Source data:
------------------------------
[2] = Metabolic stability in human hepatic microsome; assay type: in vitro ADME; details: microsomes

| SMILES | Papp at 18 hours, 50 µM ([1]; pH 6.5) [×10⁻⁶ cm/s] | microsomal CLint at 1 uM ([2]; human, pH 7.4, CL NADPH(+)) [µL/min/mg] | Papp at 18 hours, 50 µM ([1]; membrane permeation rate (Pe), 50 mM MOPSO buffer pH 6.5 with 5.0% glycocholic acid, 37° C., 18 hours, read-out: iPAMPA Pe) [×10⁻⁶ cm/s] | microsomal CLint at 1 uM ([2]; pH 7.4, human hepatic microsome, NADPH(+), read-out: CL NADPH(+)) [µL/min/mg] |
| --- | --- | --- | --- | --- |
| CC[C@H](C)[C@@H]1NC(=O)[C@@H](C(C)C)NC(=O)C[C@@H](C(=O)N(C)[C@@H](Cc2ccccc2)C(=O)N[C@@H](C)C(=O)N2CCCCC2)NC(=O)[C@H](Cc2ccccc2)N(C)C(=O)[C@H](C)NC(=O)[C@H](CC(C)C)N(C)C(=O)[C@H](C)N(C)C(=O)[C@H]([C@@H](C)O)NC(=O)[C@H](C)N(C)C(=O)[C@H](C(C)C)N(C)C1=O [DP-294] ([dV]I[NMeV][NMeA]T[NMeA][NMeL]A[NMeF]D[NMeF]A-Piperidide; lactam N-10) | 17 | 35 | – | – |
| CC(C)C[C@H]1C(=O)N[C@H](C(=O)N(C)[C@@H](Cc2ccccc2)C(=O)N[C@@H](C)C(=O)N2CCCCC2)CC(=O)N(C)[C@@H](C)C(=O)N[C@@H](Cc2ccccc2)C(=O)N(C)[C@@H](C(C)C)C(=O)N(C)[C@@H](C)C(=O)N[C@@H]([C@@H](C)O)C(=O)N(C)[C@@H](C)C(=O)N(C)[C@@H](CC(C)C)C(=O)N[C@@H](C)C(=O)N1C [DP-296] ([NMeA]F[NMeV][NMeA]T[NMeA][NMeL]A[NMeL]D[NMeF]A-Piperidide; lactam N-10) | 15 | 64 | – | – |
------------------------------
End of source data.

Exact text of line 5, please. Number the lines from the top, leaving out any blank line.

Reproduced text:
| CC(C)C[C@H]1C(=O)N[C@H](C(=O)N(C)[C@@H](Cc2ccccc2)C(=O)N[C@@H](C)C(=O)N2CCCCC2)CC(=O)N(C)[C@@H](C)C(=O)N[C@@H](Cc2ccccc2)C(=O)N(C)[C@@H](C(C)C)C(=O)N(C)[C@@H](C)C(=O)N[C@@H]([C@@H](C)O)C(=O)N(C)[C@@H](C)C(=O)N(C)[C@@H](CC(C)C)C(=O)N[C@@H](C)C(=O)N1C [DP-296] ([NMeA]F[NMeV][NMeA]T[NMeA][NMeL]A[NMeL]D[NMeF]A-Piperidide; lactam N-10) | 15 | 64 | – | – |